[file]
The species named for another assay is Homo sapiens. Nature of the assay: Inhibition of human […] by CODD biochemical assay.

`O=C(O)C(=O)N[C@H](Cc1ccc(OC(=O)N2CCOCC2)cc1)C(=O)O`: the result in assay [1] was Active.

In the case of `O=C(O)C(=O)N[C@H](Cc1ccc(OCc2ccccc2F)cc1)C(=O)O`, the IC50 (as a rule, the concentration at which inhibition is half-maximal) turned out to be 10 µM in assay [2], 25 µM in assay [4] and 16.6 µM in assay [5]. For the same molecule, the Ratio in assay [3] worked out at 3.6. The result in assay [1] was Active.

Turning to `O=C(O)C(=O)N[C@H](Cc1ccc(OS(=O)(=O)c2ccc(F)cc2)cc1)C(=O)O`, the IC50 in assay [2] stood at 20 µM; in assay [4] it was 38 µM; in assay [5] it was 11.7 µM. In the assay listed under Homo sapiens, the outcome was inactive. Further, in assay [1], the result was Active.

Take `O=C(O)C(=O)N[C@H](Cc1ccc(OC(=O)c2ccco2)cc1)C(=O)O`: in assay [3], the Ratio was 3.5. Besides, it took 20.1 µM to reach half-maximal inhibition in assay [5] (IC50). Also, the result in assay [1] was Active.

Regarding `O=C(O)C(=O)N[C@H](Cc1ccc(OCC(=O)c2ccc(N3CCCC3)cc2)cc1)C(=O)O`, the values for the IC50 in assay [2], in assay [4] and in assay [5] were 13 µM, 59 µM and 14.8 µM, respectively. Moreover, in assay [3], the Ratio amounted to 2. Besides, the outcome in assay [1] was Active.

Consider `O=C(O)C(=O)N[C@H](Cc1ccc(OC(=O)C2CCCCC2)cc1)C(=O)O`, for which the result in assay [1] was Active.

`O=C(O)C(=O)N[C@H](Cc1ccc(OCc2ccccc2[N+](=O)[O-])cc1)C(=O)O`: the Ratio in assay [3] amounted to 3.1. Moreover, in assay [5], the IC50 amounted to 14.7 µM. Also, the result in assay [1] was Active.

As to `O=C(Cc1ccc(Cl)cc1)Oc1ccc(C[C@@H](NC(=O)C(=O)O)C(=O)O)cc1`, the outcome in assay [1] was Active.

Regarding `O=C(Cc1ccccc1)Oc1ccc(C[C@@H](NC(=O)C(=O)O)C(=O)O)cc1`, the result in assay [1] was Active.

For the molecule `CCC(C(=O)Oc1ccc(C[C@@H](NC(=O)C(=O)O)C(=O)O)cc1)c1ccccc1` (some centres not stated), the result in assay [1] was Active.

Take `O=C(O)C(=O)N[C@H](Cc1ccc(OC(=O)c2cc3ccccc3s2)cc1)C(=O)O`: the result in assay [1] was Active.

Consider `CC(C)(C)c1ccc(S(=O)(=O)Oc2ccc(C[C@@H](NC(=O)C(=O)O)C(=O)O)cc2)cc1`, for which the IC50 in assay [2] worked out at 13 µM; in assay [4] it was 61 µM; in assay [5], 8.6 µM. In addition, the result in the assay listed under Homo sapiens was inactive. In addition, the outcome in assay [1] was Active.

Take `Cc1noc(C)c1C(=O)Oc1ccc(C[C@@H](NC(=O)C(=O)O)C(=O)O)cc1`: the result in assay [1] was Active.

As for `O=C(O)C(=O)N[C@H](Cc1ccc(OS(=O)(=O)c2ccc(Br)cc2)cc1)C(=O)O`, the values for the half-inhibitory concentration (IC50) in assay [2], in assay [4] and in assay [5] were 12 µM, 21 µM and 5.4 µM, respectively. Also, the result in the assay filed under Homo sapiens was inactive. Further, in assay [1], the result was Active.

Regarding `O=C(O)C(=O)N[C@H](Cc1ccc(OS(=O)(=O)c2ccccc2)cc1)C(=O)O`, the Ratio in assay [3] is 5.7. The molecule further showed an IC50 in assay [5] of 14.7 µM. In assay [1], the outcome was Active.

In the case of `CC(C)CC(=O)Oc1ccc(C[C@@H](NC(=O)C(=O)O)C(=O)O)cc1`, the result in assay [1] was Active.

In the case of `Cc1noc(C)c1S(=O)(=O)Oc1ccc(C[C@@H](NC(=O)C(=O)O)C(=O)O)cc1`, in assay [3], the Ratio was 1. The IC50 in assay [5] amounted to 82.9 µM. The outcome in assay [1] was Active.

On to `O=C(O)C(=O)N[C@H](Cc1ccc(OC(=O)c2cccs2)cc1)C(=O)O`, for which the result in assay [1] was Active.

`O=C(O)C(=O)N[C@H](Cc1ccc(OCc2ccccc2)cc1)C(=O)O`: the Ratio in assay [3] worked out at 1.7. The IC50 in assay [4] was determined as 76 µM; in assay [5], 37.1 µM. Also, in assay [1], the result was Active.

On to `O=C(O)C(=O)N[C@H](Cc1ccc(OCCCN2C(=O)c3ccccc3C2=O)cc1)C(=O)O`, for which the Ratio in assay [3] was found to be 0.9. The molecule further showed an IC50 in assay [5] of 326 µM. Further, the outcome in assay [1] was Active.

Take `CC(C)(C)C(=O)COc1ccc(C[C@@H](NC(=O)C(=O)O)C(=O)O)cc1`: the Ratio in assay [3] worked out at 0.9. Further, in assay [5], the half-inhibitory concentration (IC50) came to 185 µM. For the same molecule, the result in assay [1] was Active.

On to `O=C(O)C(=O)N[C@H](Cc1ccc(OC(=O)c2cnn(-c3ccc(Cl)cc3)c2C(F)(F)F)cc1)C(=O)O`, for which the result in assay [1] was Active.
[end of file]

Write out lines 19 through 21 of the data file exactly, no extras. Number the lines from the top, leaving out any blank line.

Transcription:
On to `O=C(O)C(=O)N[C@H](Cc1ccc(OC(=O)c2cccs2)cc1)C(=O)O`, for which the result in assay [1] was Active.

`O=C(O)C(=O)N[C@H](Cc1ccc(OCc2ccccc2)cc1)C(=O)O`: the Ratio in assay [3] worked out at 1.7. The IC50 in assay [4] was determined as 76 µM; in assay [5], 37.1 µM. Also, in assay [1], the result was Active.

On to `O=C(O)C(=O)N[C@H](Cc1ccc(OCCCN2C(=O)c3ccccc3C2=O)cc1)C(=O)O`, for which the Ratio in assay [3] was found to be 0.9. The molecule further showed an IC50 in assay [5] of 326 µM. Further, the outcome in assay [1] was Active.